JOURNAL ARTICLE

Amiodarone and "primary" prevention of sudden death: critical review of a decade of clinical trials

J Farré, J Romero, J M Rubio, R Ayala, J Castro-Dorticós
American Journal of Cardiology 1999 March 11, 83 (5): 55D-63D
10089841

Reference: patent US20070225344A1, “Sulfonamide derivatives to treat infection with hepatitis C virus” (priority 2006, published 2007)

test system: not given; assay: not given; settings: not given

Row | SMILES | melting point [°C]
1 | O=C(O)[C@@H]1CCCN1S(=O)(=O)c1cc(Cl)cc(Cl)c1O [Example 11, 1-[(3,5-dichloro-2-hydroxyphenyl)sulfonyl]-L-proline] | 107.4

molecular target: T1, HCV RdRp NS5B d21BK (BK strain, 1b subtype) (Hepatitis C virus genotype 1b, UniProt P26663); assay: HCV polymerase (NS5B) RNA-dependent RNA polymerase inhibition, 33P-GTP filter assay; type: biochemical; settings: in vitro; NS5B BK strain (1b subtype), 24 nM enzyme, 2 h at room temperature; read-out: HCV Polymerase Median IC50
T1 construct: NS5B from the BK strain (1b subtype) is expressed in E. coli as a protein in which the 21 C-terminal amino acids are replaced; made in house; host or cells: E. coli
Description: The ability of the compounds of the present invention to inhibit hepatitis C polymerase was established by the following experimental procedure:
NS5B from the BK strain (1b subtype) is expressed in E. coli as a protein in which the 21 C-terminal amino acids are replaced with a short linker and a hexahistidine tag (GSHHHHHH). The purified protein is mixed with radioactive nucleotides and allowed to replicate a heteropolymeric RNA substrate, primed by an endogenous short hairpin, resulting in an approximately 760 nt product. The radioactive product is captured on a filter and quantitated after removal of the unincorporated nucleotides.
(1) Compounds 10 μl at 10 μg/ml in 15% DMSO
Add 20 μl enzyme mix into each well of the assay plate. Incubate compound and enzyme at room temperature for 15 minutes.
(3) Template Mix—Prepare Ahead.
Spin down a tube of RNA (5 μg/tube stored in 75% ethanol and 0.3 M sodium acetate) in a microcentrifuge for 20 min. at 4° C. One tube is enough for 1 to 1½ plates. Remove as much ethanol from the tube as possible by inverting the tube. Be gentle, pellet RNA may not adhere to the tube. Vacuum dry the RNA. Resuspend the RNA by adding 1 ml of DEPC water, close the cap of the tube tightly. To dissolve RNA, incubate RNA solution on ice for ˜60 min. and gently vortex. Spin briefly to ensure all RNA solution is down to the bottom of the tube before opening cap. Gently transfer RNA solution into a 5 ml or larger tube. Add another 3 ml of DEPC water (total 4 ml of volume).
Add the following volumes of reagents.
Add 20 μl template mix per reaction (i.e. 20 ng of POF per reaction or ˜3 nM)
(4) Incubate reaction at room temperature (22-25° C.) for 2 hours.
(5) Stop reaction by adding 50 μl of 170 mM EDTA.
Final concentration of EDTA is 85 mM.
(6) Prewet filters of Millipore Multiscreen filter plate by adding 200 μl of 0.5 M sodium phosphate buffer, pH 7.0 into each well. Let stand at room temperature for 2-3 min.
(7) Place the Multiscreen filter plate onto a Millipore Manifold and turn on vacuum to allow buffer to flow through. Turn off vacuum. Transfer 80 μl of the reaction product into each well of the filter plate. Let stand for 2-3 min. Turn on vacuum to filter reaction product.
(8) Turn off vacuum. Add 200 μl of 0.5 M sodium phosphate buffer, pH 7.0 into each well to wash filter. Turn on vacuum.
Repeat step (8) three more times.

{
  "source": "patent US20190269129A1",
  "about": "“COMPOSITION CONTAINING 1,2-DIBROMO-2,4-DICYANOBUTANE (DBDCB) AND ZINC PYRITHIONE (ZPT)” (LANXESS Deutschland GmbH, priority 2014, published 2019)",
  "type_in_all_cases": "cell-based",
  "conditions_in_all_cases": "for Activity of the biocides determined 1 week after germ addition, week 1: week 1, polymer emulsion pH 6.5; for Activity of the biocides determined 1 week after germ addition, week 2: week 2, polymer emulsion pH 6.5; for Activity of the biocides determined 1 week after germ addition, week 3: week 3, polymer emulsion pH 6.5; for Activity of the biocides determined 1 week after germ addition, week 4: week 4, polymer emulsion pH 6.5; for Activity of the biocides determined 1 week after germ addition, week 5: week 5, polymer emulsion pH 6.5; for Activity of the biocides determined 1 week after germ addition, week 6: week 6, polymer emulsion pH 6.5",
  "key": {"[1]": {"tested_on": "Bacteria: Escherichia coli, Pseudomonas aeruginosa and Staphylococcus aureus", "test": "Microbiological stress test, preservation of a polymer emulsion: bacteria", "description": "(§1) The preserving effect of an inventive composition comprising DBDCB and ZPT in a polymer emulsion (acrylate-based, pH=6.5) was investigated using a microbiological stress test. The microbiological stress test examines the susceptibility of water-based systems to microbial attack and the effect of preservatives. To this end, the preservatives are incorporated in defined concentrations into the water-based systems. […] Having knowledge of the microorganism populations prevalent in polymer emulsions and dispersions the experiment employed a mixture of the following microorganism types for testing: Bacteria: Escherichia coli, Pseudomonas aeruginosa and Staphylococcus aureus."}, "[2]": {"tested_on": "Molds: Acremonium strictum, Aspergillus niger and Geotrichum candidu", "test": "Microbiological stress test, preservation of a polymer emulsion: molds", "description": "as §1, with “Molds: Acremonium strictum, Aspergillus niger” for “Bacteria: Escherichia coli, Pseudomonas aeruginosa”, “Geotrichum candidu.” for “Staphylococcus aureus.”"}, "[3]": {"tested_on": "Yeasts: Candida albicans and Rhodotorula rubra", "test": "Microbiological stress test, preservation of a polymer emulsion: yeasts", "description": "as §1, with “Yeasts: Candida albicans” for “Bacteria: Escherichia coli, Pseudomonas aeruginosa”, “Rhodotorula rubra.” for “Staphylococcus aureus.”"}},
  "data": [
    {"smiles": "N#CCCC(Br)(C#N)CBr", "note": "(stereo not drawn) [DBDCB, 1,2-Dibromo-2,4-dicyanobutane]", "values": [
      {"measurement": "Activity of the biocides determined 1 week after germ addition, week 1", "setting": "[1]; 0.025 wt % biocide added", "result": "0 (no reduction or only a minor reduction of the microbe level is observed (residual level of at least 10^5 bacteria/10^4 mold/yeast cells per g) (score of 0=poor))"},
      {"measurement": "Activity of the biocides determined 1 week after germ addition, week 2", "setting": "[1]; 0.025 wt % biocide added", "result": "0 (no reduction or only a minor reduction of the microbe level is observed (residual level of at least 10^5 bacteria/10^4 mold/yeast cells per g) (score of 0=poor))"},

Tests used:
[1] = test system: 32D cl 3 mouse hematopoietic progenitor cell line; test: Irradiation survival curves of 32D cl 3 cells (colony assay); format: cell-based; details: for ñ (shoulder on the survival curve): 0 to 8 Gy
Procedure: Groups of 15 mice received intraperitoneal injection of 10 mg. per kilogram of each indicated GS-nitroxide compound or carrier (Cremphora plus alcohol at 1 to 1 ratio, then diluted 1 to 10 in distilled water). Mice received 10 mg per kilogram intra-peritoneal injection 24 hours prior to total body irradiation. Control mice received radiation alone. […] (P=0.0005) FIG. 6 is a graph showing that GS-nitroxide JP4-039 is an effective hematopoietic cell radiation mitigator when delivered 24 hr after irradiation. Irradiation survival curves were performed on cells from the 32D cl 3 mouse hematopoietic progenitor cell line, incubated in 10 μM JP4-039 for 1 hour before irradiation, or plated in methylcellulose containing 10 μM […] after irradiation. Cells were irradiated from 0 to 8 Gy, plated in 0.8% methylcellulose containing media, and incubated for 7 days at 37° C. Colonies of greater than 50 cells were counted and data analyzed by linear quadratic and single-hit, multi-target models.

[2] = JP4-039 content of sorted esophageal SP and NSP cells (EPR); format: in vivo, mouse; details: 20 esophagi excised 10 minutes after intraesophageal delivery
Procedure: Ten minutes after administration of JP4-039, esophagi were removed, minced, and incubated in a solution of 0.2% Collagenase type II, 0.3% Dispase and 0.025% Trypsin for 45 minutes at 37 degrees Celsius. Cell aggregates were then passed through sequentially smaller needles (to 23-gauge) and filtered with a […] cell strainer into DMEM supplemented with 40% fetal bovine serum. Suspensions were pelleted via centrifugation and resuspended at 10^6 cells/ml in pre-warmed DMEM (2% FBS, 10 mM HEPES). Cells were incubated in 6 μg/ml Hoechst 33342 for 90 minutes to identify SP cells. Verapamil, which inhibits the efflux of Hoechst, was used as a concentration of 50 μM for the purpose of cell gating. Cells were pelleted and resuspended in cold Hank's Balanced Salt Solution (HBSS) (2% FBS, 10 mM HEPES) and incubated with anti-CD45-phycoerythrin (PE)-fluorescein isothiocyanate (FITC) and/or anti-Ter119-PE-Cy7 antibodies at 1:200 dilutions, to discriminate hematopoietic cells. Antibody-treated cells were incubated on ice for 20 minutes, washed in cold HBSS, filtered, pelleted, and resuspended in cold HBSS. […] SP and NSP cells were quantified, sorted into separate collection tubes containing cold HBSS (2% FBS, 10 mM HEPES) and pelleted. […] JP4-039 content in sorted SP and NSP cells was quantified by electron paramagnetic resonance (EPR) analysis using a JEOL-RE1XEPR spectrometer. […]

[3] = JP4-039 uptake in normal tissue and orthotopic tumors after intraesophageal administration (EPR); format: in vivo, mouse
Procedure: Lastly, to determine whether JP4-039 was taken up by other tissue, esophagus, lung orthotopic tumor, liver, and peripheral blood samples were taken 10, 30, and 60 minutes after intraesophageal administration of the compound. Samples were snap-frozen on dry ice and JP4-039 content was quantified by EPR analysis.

Several trials have evaluated the role of amiodarone in decreasing mortality in patients at high risk of developing sudden death. Current evidence does not support the prophylactic use of amiodarone in myocardial infarction (MI) survivors with a depressed left ventricular function and/or frequent or complex ventricular ectopy. Some postinfarction trials (e.g., the Spanish Study of Sudden Death [SSSD]) found mortality rates in controls much lower than the expected figures. Other postinfarction trials--the European Amiodarone Myocardial Infarction Arrhythmia Trial (EMIAT) and the Canadian Amiodarone Myocardial Infarction Arrhythmia Trial (CAMIAT)--despite observing a 2-year mortality rate of about 15% as expected, could not demonstrate a significant reduction in mortality. Amiodarone decreases the risk of sudden death in postinfarction patients by about 35%. In patients with a history of heart failure and left ventricular dysfunction, evidence is not sufficiently strong to use amiodarone for prevention of sudden death. The 2 major trials on such patients, Group for the Study of Survival in Heart Failure in Argentina (Grupo de Estudio de la Sobrevida en la Insuficiencia Cardiaca en Argentina or GESICA) and the Survival Trial of Antiarrhythmic Therapy in Congestive Heart Failure (STAT-CHF), arrived at conflicting results. Meta-analyses have been performed to overcome the small sample size of these trials, with the aim of assessing the benefit of amiodarone on total mortality. Differences among the recruited populations make it difficult to extract clinically applicable conclusions from these overviews. Even accepting that amiodarone might decrease total mortality by 10%, it is difficult to identify the patients for whom such a beneficial effect applies. A practical consequence of amiodarone trials is that this drug can be used rather safely in patients with left ventricular dysfunction of any etiology as, in contrast to some class I agents, it does not increase mortality. Therefore, amiodarone is the drug of choice when antiarrhythmic drug treatment is indicated in patients with left ventricular dysfunction.

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